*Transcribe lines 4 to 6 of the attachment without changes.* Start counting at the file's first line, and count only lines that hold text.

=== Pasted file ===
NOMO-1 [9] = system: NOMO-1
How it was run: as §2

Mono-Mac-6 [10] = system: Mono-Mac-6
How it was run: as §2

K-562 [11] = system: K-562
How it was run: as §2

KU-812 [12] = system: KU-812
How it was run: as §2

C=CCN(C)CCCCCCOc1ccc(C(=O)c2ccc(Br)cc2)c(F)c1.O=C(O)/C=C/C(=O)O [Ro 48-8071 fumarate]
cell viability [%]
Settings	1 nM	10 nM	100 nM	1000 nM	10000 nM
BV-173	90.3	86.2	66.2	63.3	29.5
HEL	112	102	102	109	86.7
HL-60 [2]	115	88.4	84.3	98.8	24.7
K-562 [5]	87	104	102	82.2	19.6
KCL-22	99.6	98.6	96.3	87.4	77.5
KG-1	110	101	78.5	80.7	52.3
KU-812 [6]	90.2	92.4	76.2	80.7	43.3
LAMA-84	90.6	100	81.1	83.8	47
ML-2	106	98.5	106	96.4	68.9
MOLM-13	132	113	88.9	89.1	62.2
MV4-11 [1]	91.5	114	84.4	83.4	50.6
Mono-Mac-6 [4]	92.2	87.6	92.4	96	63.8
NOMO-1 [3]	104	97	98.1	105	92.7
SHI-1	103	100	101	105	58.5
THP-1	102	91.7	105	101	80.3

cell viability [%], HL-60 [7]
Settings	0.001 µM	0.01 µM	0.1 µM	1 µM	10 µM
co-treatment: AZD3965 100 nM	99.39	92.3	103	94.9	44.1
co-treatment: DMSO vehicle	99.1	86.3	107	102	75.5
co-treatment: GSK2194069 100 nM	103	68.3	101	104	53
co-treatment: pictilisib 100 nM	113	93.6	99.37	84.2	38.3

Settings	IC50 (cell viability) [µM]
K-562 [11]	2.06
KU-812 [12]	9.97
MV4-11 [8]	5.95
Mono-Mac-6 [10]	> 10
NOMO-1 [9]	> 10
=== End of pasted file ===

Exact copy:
How it was run: as §2

K-562 [11] = system: K-562
How it was run: as §2